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President's FY 2007 International Affairs Budget Request

Secretary Condoleezza Rice
Opening Remarks Before the Senate Foreign Relations Committee
Washington, DC
February 15, 2006

[As Delivered]
(9:50 a.m. EST)

Thank you very much, Mr. Chairman, Senator Biden, Senator Hagel, other Senators.  Thank you very much for giving me the opportunity to address you.  I have a longer written statement which I would like to enter into the record but I will not go through that statement so that we can maximize time for questions.
Secretary of State Condoleezza Rice discusses U. S. foreign policy priorities before the Senate Foreign Relations Committee on Capitol Hill Wednesday, Feb. 15, 2006.  [ AP/WWP]Mr. Chairman, it's been a little over a year since I was confirmed by this committee as Secretary of State and obviously a lot has happened in that year.  The President's Budget this year is in support of a foreign policy that is devoted to the creation of a more hospitable environment for the forward march of freedom and democracy.  Democratic processes must be supported around the world.  These are transitional periods in some parts of the world, like the Middle East, and the democratic transitions are indeed difficult.  But people have to have their voice and the United States must stand for a principle that democratic processes, no matter how difficult, are always preferable to the false stability of dictatorship.
You will notice that this year the President is requesting funding for Iraq and Afghanistan where young democracies are trying to make their way towards stability.  I will talk later perhaps in questions about developments in the Middle East, in particular the Palestinian elections.  And let me just say that the United States does want to congratulate the Palestinian people on having held an election that was largely free of violence and largely believed to be free and fair.  The Palestinian people voted for change.  We believe that they voted for change against long-term corrupt practices that had made their lives difficult and their progress difficult.  But we believe that the change that they -- that what has not changed is the Palestinian people's desire to have a freer and a better life.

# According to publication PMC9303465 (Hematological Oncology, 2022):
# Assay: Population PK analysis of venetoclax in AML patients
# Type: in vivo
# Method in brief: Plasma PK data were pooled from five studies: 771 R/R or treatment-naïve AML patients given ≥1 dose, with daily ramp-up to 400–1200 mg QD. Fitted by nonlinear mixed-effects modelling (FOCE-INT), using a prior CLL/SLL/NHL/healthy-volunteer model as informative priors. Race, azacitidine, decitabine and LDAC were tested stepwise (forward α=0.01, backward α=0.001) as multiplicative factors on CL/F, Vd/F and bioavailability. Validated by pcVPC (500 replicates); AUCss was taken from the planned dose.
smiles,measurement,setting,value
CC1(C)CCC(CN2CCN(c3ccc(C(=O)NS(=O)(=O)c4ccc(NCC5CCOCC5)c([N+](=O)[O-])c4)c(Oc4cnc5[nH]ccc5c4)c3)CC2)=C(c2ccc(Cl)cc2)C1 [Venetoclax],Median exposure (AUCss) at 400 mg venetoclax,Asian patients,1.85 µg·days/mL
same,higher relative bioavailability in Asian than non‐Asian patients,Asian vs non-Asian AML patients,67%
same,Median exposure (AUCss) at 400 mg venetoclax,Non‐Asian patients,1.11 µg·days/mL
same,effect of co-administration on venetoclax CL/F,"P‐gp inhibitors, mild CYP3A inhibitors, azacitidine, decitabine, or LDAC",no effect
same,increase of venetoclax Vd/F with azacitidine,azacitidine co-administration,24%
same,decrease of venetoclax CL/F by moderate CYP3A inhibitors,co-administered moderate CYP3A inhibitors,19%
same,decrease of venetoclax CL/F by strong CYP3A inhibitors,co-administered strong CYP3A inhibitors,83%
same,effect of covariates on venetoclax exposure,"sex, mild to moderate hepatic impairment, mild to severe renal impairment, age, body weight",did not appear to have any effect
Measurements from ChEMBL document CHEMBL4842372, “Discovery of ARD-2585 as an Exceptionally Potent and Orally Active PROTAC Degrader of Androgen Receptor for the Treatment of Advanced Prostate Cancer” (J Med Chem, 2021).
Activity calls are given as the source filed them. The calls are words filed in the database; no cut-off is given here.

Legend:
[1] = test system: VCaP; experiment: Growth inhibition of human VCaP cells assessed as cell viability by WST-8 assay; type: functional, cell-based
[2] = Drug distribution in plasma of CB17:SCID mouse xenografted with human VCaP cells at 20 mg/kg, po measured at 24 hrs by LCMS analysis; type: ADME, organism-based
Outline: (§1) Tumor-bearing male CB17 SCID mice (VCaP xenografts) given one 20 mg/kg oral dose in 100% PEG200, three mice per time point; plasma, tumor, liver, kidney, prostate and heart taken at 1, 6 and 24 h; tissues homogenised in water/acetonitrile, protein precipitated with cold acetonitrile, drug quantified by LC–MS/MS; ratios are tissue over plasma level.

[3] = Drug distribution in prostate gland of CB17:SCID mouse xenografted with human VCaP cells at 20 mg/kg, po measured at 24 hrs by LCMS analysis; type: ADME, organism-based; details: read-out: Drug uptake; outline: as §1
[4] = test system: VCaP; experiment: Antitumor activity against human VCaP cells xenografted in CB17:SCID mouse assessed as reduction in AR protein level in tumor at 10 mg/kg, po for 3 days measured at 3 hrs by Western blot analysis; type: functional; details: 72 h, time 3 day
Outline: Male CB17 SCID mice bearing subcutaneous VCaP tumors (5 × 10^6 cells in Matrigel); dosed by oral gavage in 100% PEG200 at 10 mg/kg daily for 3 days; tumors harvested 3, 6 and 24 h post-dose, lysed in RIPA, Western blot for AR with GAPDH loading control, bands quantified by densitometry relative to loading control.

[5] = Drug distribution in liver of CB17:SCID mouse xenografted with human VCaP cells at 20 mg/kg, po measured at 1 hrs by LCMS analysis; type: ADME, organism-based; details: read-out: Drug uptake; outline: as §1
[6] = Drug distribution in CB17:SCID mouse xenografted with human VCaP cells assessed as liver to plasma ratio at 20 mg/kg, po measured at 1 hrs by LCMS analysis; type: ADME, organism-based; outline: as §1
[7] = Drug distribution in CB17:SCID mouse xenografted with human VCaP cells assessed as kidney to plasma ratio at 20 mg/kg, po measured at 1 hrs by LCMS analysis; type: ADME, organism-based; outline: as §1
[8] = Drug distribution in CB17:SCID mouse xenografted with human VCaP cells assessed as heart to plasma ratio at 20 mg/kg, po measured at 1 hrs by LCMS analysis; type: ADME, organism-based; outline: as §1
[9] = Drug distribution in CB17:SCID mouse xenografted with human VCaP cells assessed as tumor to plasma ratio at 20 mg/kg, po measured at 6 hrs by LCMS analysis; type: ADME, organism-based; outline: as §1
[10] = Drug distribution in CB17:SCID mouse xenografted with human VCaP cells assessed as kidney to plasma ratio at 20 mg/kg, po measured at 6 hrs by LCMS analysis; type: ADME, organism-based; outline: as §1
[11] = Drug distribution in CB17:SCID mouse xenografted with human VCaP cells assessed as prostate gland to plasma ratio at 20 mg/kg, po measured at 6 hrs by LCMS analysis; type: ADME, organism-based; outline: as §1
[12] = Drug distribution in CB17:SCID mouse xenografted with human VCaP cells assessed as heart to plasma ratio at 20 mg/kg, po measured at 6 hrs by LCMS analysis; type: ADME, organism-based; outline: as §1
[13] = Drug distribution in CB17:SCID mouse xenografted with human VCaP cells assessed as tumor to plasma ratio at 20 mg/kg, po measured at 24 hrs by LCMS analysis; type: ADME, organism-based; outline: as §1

And in that regard Hamas, which won that election, now has both an obligation and a choice.  It has an obligation to fulfill the Palestinian people's desire for a better life.  That better life can only be achieved in a peaceful environment which can only be achieved with a two-state solution, and so Hamas is being confronted with a choice by the international community.  I think the Quartet statement speaks to that choice that Hamas must recognize the right of Israel to exist, disarm as a militia, and renounce violence.  Because only under those circumstances can there be true international support for the next Palestinian government. 
We recognize also that other major challenges have arisen this year.  In particular, I would like to speak briefly to the Iranian problem, the Iranian regime with its destabilizing policies; throughout the region, policies that support terrorism and violent extremism.  The Iranian regime uses those tools to further ideological ambitions and policies that are, frankly, a challenge to the kind of Middle East that I think we would all like to see, one of tolerance, one of democracy. 
The United States will actively confront the aggressive policies of this Iranian regime.  And at the same time, we are going to work to support the aspirations of the Iranian people for freedom in their own country. 
The Iranian regime is now deepening its own international isolation through toxic statements and confrontational behavior, most especially in its pursuit of nuclear weapons and pursuit of policies that are now being roundly condemned by the international community. 
Mr. Chairman, I think it's fair to note that no one wants to deny the Iranian people or the Iranian nation civil nuclear power.  Many different options have been put before Iran.  They have chosen to isolate themselves instead.  And in a year of peaceful and patient efforts, the United States has broadened the diplomatic consensus on the threat posed by Iran's nuclear program.  We've successfully convinced Russia and China and India and Brazil and Egypt and many others to send the issue to the Security Council.